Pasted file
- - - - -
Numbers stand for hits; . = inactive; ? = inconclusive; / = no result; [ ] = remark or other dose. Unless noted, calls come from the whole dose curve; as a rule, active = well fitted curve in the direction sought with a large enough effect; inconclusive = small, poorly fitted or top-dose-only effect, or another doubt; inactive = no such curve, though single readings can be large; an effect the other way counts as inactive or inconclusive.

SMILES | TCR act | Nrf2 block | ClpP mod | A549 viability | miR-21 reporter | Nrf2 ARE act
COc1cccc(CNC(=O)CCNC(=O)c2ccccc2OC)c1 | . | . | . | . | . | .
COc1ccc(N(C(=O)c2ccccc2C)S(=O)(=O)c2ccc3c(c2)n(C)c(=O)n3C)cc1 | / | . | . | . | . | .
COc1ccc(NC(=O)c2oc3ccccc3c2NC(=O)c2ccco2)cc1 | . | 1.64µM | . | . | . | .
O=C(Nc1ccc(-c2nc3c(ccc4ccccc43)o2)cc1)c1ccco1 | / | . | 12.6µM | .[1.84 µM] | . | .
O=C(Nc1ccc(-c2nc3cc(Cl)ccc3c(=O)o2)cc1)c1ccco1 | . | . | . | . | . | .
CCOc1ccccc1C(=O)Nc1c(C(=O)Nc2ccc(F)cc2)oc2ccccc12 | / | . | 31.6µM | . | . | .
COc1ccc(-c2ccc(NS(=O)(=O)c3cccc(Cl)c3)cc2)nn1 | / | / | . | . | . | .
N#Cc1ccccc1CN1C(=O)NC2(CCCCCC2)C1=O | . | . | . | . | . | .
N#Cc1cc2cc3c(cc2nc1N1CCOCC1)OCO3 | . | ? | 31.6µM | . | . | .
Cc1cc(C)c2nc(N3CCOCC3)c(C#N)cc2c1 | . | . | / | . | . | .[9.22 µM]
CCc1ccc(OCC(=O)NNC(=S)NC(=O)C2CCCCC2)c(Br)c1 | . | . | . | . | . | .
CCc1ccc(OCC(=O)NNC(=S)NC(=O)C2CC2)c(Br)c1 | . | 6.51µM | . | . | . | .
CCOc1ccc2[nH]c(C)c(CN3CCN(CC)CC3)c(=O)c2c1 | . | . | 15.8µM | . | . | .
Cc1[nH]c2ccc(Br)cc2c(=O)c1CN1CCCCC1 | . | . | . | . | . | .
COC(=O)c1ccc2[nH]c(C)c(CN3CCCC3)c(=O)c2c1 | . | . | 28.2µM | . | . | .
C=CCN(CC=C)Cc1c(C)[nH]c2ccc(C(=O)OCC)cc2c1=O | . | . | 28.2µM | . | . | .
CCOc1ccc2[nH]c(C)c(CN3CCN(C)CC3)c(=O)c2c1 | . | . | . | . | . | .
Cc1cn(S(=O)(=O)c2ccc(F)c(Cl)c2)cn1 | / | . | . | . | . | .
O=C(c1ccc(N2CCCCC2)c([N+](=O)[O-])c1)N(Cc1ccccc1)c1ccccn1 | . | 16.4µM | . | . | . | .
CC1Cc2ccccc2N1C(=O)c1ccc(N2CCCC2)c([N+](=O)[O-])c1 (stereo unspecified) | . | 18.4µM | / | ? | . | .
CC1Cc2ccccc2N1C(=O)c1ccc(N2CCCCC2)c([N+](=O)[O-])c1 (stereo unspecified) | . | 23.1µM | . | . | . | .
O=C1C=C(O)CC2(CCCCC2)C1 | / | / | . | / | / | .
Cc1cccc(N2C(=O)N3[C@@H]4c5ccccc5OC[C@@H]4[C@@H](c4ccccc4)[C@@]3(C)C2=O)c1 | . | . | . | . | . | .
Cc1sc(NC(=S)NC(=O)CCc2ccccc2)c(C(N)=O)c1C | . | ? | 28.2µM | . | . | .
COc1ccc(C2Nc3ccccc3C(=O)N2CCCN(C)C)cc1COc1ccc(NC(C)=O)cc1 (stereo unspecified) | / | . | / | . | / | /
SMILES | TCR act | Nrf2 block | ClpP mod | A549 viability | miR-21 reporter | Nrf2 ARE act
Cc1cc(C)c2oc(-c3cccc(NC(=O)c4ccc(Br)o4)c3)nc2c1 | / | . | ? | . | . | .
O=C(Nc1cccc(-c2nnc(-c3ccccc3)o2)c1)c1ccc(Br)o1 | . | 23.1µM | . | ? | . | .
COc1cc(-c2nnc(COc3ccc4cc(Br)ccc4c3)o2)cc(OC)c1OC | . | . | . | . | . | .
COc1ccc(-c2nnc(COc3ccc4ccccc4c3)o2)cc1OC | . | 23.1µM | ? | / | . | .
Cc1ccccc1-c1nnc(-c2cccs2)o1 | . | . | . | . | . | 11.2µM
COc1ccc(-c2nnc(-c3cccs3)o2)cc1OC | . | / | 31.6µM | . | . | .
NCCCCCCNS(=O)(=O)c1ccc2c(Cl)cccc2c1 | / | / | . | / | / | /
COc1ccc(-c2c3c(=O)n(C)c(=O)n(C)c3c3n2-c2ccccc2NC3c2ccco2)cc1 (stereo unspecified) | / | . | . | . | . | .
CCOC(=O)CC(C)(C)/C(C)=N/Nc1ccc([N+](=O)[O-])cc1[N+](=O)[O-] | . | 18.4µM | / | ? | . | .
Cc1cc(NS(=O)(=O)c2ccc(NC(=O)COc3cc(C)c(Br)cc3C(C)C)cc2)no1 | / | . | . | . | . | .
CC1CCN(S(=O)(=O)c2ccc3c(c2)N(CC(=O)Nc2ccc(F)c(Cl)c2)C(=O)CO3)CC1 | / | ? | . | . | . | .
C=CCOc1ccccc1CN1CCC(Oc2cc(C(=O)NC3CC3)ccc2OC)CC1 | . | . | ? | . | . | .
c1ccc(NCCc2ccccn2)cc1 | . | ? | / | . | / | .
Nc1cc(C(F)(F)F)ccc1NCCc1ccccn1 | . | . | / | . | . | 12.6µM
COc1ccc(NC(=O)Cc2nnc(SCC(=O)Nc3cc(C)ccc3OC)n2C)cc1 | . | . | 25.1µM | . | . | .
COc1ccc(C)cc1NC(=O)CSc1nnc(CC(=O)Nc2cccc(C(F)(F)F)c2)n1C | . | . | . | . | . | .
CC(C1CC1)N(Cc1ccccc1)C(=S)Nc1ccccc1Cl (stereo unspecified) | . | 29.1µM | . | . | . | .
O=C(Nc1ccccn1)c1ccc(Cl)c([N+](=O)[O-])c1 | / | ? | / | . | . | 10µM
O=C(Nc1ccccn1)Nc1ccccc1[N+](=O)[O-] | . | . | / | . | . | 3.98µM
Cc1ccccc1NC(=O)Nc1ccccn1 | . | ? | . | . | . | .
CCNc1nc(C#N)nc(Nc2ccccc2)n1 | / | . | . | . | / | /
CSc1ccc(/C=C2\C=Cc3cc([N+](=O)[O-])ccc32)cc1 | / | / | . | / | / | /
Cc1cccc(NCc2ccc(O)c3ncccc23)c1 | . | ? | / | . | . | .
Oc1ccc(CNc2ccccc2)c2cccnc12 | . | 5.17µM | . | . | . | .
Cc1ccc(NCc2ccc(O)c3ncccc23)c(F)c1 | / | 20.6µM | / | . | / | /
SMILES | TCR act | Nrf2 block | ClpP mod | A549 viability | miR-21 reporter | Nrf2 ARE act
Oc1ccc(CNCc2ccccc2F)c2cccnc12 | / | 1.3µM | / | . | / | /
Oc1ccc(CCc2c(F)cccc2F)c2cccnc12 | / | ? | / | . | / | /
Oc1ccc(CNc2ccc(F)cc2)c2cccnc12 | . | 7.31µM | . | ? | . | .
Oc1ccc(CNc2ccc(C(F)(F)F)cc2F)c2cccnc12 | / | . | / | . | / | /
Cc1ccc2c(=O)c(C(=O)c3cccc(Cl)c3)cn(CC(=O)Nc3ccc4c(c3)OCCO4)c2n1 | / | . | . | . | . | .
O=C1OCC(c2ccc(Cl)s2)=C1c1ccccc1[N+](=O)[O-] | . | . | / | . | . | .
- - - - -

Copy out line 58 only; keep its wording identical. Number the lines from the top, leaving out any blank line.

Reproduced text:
Oc1ccc(CNc2ccc(C(F)(F)F)cc2F)c2cccnc12 | / | . | / | . | / | /